Monday, June 26, 2006

I went out for an hour tonight after Elia went to bed. With all the fish I saw last night, I figured I could get another big one! So of course, I saw 3 carp total...all of which were cruising fast, and not interested in eating. I did spot a nice bass in the shallows...bass are MUCH easier to catch than carp!

Sunday, June 25, 2006

Quick report from the weekend.

Headed out with Elia Saturday afternoon. It was too hot to stay out long, but we managed two fish. One a little 5 lber that made a screaming run, and one big boy that i basically had to feed the fly to. I put that thing RIGHT on his nose. after 30 seconds his gills flared and he sucked it in...lazy fish. The big one weighed in at 9lbs. Nice to finally get one of the big ones out of that lake!

Tonight I went to another spot for an hour and half. Missed one fish right away. I dropped the fly front of his very active tail (couldn't see anything else) and felt him take the fly. I always miss them when I feel the take! A few minutes later I spotted a monster in the shallows. I snuck up on him, dropped the fly about 6 inches away and when his tail turned him toward the fly I set the hook! I was glad I brought the 6 wt tonight! This fish bottomed out my 14 lb weight net, and I would estimate him at about 16-18 lbs...really nice fish.

Friday, June 23, 2006

I'm not sure how well this will work, but we'll give it a shot. Here is a link to a video Justin took of me hooking a 9 lb mirror carp last weekend. I had to cut the video way down and take out pretty much all of the fight and netting the fish. The file was way to big to upload. This version barely fit, but it shows me make a couple of casts to the fish (which you can make out if you look hard enough) and it shows the take, hookset, and initial run. Try as I did I couldn't keep this fish out of the weeds, so I had to settle in to a long tug of war. It was a great fish, and Justin captured a great video!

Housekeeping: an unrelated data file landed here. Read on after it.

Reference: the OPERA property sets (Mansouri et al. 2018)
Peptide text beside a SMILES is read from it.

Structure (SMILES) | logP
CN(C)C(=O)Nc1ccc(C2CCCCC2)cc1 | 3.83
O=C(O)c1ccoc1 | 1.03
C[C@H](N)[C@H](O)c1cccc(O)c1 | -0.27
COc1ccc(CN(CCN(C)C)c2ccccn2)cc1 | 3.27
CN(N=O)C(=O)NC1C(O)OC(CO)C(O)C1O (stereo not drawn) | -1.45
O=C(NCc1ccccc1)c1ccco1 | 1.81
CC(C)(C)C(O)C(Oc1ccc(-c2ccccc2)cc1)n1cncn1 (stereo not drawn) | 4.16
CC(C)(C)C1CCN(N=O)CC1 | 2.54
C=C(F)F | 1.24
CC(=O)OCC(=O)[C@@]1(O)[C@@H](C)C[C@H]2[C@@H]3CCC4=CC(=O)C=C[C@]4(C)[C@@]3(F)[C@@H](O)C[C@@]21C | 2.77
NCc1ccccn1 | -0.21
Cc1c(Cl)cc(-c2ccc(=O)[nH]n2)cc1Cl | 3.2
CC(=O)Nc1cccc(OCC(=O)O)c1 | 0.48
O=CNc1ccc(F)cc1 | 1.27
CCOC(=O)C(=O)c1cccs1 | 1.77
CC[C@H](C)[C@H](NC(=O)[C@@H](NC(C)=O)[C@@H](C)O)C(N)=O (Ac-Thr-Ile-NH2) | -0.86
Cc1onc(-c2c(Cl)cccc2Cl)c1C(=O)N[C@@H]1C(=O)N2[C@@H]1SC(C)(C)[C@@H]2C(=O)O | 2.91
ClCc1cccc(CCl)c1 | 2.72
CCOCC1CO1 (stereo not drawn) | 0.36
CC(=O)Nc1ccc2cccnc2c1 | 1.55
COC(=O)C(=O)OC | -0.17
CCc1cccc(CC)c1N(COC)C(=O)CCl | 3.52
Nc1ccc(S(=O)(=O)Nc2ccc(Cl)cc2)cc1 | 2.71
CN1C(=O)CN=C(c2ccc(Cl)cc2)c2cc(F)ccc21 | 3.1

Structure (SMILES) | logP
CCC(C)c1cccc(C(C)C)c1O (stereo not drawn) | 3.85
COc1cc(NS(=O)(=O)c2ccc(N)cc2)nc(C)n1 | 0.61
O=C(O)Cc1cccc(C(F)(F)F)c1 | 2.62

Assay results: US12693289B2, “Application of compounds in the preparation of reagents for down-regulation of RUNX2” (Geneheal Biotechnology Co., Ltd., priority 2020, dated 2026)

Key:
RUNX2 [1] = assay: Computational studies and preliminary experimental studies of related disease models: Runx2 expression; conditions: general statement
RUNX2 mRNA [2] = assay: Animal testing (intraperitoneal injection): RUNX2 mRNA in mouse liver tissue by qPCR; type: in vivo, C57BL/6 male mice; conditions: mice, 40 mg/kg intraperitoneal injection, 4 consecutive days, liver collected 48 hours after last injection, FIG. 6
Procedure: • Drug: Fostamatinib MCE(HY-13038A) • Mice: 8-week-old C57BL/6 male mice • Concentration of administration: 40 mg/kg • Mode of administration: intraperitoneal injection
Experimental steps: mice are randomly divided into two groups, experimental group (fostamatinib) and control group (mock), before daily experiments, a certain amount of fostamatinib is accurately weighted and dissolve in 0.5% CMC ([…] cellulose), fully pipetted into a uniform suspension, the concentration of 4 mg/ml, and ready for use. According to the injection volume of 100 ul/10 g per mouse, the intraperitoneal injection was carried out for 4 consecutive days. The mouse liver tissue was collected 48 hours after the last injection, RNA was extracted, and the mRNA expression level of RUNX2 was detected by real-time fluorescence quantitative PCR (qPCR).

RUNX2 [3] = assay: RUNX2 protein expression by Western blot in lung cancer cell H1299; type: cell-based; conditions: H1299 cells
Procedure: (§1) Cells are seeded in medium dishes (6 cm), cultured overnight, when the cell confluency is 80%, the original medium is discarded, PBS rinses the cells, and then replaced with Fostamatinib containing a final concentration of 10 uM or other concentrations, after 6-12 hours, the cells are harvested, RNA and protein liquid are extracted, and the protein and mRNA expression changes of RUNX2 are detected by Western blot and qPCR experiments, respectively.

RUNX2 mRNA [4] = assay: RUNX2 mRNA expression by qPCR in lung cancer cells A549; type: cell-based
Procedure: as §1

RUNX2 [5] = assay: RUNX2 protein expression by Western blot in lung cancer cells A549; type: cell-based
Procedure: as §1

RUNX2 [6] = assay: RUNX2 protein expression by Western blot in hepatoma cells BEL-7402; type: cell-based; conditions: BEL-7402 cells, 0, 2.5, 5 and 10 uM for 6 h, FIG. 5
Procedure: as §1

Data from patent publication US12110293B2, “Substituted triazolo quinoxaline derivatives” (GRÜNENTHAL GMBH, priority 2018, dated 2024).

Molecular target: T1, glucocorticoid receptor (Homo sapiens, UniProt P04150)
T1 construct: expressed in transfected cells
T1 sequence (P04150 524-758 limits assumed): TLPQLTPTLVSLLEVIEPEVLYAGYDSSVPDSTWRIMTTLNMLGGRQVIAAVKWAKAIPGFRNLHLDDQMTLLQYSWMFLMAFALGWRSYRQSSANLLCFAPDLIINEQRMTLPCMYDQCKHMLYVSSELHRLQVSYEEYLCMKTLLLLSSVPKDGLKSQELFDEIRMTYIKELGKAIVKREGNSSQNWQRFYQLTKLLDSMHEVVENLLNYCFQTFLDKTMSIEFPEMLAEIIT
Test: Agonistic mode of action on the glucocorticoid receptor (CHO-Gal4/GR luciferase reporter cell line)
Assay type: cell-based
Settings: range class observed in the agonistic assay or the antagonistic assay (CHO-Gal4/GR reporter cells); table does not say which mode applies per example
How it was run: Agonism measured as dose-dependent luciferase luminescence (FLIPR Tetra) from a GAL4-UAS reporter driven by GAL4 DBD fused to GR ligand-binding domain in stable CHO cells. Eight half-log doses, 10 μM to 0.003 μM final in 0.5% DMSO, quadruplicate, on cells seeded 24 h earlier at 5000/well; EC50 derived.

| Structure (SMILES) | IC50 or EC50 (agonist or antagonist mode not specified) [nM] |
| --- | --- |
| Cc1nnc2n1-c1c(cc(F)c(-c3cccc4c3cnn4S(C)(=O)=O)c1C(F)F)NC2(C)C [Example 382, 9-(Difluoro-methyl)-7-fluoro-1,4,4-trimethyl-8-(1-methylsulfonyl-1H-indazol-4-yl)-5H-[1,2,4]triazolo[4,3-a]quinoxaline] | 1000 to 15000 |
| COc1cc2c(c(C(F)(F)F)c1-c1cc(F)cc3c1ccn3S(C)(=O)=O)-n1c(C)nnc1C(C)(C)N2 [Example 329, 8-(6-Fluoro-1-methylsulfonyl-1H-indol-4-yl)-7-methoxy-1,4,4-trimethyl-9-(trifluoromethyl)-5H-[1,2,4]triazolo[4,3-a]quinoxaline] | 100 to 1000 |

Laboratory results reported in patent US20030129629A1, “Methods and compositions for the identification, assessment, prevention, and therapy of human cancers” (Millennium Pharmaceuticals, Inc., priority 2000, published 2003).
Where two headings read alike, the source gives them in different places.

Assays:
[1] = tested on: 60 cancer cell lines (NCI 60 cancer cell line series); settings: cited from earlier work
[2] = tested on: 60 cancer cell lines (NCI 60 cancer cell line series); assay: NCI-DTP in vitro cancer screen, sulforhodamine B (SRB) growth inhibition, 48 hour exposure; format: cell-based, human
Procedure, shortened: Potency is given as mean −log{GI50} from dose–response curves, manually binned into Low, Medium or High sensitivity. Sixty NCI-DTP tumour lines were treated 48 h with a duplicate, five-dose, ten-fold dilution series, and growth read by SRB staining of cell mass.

Tuesday, June 20, 2006

Check out the difference between the mirror carp below (caught in the desert) and this local fatty from around Portland.

Justin just left this morning after 4 days of fishing various locations in OR. Frankly, there is just too much to tell at this point. Fishing with a good friend is pretty much the pinnacle as far as I am concerned, and then when you top that off with beautiful scenery, big trout, wily carp and the splashing of waves against a drift boat you are really into something special. We had a fantastic journey through some of my favorite waters in OR.

Friday we spent the day fishing the water I love around Maupin. We nymphed most of the day and the highlight came at about 230 in the afternoon. Justin was stationed in a spot that always seems to hold one nice fish, but instead of one he hooked 3 fish in the 17-19 inch range. He brought all three to hand, with the third fish popping off as I grabbed the leader to land it. I was thrilled to see Justin hook those big redsides, and while the rest of the day was outstanding, that 10-20 minute stretch will go down as one of my favorite fishing memories. We closed the day down near Rattlesnake canyon, watching the water get darker and darker as the sun sank behind the walls...all the while hooking trout and whitefish almost at will. At that point in a great day, everything seems to come easier.